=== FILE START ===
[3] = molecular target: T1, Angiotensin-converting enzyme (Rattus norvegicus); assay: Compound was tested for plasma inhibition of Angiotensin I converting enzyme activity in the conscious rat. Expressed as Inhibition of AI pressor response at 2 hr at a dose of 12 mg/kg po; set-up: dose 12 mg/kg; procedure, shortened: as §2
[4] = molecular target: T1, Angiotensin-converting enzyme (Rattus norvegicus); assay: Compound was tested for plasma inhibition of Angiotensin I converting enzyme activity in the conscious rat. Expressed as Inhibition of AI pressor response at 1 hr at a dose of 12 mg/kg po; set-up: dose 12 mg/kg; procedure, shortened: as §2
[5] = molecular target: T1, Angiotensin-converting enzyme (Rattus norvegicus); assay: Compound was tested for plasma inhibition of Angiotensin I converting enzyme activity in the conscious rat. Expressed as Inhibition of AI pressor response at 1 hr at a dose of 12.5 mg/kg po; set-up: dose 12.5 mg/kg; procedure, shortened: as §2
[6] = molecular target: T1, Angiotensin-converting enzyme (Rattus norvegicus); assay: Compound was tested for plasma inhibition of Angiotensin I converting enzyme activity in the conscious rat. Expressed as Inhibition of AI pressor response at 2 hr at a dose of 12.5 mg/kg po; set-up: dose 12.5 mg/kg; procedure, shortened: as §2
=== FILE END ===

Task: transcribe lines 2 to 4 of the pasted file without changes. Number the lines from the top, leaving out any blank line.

[4] = molecular target: T1, Angiotensin-converting enzyme (Rattus norvegicus); assay: Compound was tested for plasma inhibition of Angiotensin I converting enzyme activity in the conscious rat. Expressed as Inhibition of AI pressor response at 1 hr at a dose of 12 mg/kg po; set-up: dose 12 mg/kg; procedure, shortened: as §2
[5] = molecular target: T1, Angiotensin-converting enzyme (Rattus norvegicus); assay: Compound was tested for plasma inhibition of Angiotensin I converting enzyme activity in the conscious rat. Expressed as Inhibition of AI pressor response at 1 hr at a dose of 12.5 mg/kg po; set-up: dose 12.5 mg/kg; procedure, shortened: as §2
[6] = molecular target: T1, Angiotensin-converting enzyme (Rattus norvegicus); assay: Compound was tested for plasma inhibition of Angiotensin I converting enzyme activity in the conscious rat. Expressed as Inhibition of AI pressor response at 2 hr at a dose of 12.5 mg/kg po; set-up: dose 12.5 mg/kg; procedure, shortened: as §2